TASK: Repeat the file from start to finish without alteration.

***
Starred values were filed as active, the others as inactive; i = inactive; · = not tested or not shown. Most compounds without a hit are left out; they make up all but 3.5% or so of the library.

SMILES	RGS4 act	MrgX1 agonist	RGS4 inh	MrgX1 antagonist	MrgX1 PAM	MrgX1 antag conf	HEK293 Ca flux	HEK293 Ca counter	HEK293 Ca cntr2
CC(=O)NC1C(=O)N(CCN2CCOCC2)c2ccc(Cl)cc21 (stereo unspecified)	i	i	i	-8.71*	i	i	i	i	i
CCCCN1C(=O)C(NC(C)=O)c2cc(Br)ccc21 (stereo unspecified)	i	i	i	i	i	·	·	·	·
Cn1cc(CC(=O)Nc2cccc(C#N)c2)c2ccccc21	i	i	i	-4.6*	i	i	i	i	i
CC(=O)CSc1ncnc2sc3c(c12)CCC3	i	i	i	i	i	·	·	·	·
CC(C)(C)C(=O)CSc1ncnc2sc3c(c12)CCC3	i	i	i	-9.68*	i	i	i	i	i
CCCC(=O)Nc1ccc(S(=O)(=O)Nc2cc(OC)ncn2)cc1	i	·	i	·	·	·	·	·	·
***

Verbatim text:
Starred values were filed as active, the others as inactive; i = inactive; · = not tested or not shown. Most compounds without a hit are left out; they make up all but 3.5% or so of the library.

SMILES	RGS4 act	MrgX1 agonist	RGS4 inh	MrgX1 antagonist	MrgX1 PAM	MrgX1 antag conf	HEK293 Ca flux	HEK293 Ca counter	HEK293 Ca cntr2
CC(=O)NC1C(=O)N(CCN2CCOCC2)c2ccc(Cl)cc21 (stereo unspecified)	i	i	i	-8.71*	i	i	i	i	i
CCCCN1C(=O)C(NC(C)=O)c2cc(Br)ccc21 (stereo unspecified)	i	i	i	i	i	·	·	·	·
Cn1cc(CC(=O)Nc2cccc(C#N)c2)c2ccccc21	i	i	i	-4.6*	i	i	i	i	i
CC(=O)CSc1ncnc2sc3c(c12)CCC3	i	i	i	i	i	·	·	·	·
CC(C)(C)C(=O)CSc1ncnc2sc3c(c12)CCC3	i	i	i	-9.68*	i	i	i	i	i
CCCC(=O)Nc1ccc(S(=O)(=O)Nc2cc(OC)ncn2)cc1	i	·	i	·	·	·	·	·	·